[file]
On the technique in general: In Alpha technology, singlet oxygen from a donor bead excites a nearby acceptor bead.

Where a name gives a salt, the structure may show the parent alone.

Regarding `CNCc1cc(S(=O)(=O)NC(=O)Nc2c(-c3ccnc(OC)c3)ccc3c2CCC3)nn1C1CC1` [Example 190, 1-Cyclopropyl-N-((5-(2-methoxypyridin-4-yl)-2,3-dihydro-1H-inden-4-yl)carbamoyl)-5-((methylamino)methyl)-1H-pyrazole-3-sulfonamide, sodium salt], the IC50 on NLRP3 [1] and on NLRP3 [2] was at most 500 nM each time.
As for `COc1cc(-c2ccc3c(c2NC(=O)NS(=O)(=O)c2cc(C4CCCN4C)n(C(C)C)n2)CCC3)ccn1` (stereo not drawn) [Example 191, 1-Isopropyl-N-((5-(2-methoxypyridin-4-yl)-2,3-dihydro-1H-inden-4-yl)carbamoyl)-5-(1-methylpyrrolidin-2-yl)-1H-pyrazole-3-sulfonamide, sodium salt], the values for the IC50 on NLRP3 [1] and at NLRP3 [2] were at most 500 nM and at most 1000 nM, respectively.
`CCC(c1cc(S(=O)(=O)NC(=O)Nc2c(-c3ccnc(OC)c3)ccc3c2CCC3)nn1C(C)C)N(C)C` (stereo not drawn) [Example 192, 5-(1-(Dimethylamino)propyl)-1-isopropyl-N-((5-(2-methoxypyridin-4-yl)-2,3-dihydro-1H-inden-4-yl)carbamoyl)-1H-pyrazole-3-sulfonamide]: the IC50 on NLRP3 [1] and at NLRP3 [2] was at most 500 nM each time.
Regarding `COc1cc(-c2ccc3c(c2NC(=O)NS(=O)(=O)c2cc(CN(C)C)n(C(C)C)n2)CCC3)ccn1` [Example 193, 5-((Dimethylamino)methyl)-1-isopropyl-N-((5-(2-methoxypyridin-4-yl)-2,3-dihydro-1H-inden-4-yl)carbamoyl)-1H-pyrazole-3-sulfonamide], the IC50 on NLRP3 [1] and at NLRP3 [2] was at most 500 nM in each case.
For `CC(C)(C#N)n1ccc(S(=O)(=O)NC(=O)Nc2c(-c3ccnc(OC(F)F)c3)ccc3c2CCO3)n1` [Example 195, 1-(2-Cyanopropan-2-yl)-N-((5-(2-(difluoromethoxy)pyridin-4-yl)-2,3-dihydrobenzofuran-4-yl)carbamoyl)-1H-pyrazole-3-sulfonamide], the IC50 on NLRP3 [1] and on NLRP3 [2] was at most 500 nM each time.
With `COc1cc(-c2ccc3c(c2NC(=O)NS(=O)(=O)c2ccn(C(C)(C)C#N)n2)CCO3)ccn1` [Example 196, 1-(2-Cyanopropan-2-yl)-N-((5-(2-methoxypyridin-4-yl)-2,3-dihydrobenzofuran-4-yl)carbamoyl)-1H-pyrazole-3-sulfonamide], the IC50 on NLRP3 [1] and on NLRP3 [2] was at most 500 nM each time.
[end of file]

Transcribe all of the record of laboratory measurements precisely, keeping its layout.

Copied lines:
On the technique in general: In Alpha technology, singlet oxygen from a donor bead excites a nearby acceptor bead.

Where a name gives a salt, the structure may show the parent alone.

Regarding `CNCc1cc(S(=O)(=O)NC(=O)Nc2c(-c3ccnc(OC)c3)ccc3c2CCC3)nn1C1CC1` [Example 190, 1-Cyclopropyl-N-((5-(2-methoxypyridin-4-yl)-2,3-dihydro-1H-inden-4-yl)carbamoyl)-5-((methylamino)methyl)-1H-pyrazole-3-sulfonamide, sodium salt], the IC50 on NLRP3 [1] and on NLRP3 [2] was at most 500 nM each time.
As for `COc1cc(-c2ccc3c(c2NC(=O)NS(=O)(=O)c2cc(C4CCCN4C)n(C(C)C)n2)CCC3)ccn1` (stereo not drawn) [Example 191, 1-Isopropyl-N-((5-(2-methoxypyridin-4-yl)-2,3-dihydro-1H-inden-4-yl)carbamoyl)-5-(1-methylpyrrolidin-2-yl)-1H-pyrazole-3-sulfonamide, sodium salt], the values for the IC50 on NLRP3 [1] and at NLRP3 [2] were at most 500 nM and at most 1000 nM, respectively.
`CCC(c1cc(S(=O)(=O)NC(=O)Nc2c(-c3ccnc(OC)c3)ccc3c2CCC3)nn1C(C)C)N(C)C` (stereo not drawn) [Example 192, 5-(1-(Dimethylamino)propyl)-1-isopropyl-N-((5-(2-methoxypyridin-4-yl)-2,3-dihydro-1H-inden-4-yl)carbamoyl)-1H-pyrazole-3-sulfonamide]: the IC50 on NLRP3 [1] and at NLRP3 [2] was at most 500 nM each time.
Regarding `COc1cc(-c2ccc3c(c2NC(=O)NS(=O)(=O)c2cc(CN(C)C)n(C(C)C)n2)CCC3)ccn1` [Example 193, 5-((Dimethylamino)methyl)-1-isopropyl-N-((5-(2-methoxypyridin-4-yl)-2,3-dihydro-1H-inden-4-yl)carbamoyl)-1H-pyrazole-3-sulfonamide], the IC50 on NLRP3 [1] and at NLRP3 [2] was at most 500 nM in each case.
For `CC(C)(C#N)n1ccc(S(=O)(=O)NC(=O)Nc2c(-c3ccnc(OC(F)F)c3)ccc3c2CCO3)n1` [Example 195, 1-(2-Cyanopropan-2-yl)-N-((5-(2-(difluoromethoxy)pyridin-4-yl)-2,3-dihydrobenzofuran-4-yl)carbamoyl)-1H-pyrazole-3-sulfonamide], the IC50 on NLRP3 [1] and on NLRP3 [2] was at most 500 nM each time.
With `COc1cc(-c2ccc3c(c2NC(=O)NS(=O)(=O)c2ccn(C(C)(C)C#N)n2)CCO3)ccn1` [Example 196, 1-(2-Cyanopropan-2-yl)-N-((5-(2-methoxypyridin-4-yl)-2,3-dihydrobenzofuran-4-yl)carbamoyl)-1H-pyrazole-3-sulfonamide], the IC50 on NLRP3 [1] and on NLRP3 [2] was at most 500 nM each time.